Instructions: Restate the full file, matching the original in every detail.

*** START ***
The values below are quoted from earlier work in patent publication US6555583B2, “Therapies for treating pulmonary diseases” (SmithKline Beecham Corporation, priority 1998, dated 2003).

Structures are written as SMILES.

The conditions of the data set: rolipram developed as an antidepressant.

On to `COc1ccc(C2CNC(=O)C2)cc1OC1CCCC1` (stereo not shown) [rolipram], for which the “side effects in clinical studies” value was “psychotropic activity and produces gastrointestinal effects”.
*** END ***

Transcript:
The values below are quoted from earlier work in patent publication US6555583B2, “Therapies for treating pulmonary diseases” (SmithKline Beecham Corporation, priority 1998, dated 2003).

Structures are written as SMILES.

The conditions of the data set: rolipram developed as an antidepressant.

On to `COc1ccc(C2CNC(=O)C2)cc1OC1CCCC1` (stereo not shown) [rolipram], for which the “side effects in clinical studies” value was “psychotropic activity and produces gastrointestinal effects”.